YOUTH RESIDENTIAL SOLVENT TREATMENT PROGRAM DESIGN: AN EXAMINATION OF THE ROLE OF PROGRAM LENGTH AND LENGTH OF CLIENT STAY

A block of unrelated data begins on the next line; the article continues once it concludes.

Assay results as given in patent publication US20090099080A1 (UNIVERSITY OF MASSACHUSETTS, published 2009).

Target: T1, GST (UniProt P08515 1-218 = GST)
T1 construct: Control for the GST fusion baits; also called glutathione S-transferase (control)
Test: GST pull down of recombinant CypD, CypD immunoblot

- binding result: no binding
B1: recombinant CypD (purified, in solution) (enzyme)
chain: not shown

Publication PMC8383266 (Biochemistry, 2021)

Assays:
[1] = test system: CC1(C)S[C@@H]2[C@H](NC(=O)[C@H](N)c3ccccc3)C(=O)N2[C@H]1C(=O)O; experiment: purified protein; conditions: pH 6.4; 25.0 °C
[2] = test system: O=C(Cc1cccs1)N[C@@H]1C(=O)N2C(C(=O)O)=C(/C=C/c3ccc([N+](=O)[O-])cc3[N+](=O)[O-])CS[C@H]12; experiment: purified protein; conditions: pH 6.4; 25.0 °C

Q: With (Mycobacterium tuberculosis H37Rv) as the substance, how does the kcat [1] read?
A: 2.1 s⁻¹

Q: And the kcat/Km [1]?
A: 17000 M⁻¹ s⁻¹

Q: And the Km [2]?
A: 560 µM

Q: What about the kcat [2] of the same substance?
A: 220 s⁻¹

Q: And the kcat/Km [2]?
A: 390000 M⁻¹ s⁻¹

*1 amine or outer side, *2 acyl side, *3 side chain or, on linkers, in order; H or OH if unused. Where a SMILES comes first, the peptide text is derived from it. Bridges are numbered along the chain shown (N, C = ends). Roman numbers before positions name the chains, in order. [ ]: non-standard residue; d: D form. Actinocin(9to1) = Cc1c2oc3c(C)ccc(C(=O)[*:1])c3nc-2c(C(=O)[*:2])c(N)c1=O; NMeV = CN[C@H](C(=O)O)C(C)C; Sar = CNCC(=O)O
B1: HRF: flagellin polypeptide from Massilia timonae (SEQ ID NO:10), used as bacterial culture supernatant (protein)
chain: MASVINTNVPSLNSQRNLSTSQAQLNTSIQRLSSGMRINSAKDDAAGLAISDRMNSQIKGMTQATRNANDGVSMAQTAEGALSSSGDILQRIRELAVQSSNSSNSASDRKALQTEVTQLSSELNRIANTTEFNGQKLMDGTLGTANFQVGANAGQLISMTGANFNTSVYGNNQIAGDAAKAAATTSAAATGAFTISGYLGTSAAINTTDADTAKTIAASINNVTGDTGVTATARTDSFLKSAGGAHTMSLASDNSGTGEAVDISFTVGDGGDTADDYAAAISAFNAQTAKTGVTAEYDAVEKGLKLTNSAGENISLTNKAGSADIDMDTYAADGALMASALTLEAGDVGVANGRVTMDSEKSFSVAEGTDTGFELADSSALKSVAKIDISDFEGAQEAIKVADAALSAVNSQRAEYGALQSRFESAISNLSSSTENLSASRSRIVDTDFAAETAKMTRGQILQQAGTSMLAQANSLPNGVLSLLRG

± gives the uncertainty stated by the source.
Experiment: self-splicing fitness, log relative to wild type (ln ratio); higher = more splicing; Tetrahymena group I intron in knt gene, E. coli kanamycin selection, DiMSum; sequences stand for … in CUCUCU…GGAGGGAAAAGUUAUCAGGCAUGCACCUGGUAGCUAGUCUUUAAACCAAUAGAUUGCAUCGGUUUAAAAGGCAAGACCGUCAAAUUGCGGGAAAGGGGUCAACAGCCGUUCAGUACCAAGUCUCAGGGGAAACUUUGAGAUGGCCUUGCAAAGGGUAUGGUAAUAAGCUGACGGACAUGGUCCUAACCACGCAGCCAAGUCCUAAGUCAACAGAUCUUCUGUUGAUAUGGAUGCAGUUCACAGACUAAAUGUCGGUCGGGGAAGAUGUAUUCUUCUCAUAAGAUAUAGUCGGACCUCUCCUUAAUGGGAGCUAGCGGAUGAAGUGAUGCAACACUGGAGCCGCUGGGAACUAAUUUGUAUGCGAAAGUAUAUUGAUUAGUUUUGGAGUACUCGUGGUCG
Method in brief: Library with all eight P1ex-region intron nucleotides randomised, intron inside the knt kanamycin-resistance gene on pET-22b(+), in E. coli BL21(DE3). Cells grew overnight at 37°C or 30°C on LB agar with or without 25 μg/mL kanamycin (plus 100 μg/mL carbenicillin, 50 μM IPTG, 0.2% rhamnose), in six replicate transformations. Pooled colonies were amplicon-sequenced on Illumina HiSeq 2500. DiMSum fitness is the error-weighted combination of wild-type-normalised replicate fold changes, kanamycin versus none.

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1 YOUTH RESIDENTIAL SOLVENT TREATMENT PROGRAM DESIGN: AN EXAMINATION OF THE ROLE OF PROGRAM LENGTH AND LENGTH OF CLIENT STAY INTRODUCTION, CONCLUSIONS & RECOMMENDATIONS Prepared for: Youth Solvent Abuse Committee, c/o Nechi Training, Research, and Health Promotions Institute Prepared by: Canadian Centre on Substance Abuse Project Team: Colleen Anne Dell, Alan Ogborne, Patricia Begin, Gary Roberts, Debbie Ayotte, Manon Blouin & Debbie Dell Date: November 24, 2003 Introduction The inhalation of psychoactive solvents such as glue, gasoline and lysol can provide the user with an instant rush of euphoria and other effects that some users find rewarding (e.g., loss of inhibition, altered sense of reality, hallucinations). However, the solvent user risks several debilitating effects such as loss of motor skills, seizures, diarrhea, abdominal pain, anxiety, irritability and even death from a single use. Chronic inhalation can be addictive and may result in damage to internal organs, peripheral nerves and failure of the liver and kidneys. Chronic users experience a range of mental health problems, from mild impairment to severe dementia. They also tend to have social and emotional problems, including violent behaviors and depression. Physical and sexual abuse (often involving family members) is also common among solvent abusers as are other forms of substance abuse. The use and abuse of solvents by youth is an international concern, with rates varying widely. Among 40 countries reporting lifetime use prevalence data during the 1990s, 16 reported rates of less than 5%, 15 reported rates of between 5% and 10%, while 10 reported rates between 10% and 20%. Rates in poorer communities and among Aboriginal people are reported to be much higher. For example, in Sao Paulo, Brazil, nearly 24% of 9-18 year olds living in poverty had tried inhalants. In Africa, inhalants and cannabis appear to be the most commonly used illicit substances by youth. Studies of First Nations communities in the United States and Canada have shown that, in some communities, up to 60% of youth report use of inhalants. Inhalants are also a serious concern among Aboriginal people in Australia (G. Roberts 2004, Youth and Drugs in World Youth Report 2003: The Global Situation of Young People. New York: United Nations). National and local responses to solvent abuse are wide-ranging, but in general have centred on community interventions, youth and retailer education and treatment for chronic users. In Canada, one major national response to solvent abuse among First Nations youth has been the establishment of nine residential solvent abuse treatment centres. Three of the centres were established in 1996 under the federally funded National